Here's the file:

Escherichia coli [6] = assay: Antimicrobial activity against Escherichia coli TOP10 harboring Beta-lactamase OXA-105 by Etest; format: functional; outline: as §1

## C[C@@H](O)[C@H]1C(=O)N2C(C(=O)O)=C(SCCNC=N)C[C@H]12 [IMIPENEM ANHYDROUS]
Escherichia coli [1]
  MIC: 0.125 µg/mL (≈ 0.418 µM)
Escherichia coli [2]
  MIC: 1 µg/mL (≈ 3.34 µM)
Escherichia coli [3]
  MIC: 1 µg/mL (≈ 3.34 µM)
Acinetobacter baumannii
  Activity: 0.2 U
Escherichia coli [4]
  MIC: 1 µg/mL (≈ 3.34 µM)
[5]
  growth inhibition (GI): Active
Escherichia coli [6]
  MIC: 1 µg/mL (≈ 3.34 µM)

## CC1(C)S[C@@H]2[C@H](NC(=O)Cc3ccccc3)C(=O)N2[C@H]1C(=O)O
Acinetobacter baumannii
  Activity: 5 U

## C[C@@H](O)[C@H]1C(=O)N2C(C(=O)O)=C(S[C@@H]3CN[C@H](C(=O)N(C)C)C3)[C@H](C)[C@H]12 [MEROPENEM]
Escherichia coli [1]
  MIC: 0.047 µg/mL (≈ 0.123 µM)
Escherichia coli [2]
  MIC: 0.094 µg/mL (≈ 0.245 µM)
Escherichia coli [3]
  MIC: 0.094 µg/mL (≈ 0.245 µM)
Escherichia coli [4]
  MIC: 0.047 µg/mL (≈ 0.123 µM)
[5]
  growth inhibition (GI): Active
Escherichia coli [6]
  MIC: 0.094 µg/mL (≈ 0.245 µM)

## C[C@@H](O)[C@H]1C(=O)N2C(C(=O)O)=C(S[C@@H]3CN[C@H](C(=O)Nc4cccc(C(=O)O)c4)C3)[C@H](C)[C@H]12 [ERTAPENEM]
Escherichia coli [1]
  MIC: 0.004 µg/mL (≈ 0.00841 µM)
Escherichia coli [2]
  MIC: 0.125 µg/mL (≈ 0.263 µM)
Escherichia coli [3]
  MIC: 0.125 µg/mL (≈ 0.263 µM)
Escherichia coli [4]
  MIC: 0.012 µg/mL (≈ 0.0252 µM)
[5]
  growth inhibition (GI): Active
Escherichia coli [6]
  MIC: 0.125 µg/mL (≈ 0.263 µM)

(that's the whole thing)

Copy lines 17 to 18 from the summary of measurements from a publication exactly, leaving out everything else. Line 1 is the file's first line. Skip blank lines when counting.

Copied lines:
## CC1(C)S[C@@H]2[C@H](NC(=O)Cc3ccccc3)C(=O)N2[C@H]1C(=O)O
Acinetobacter baumannii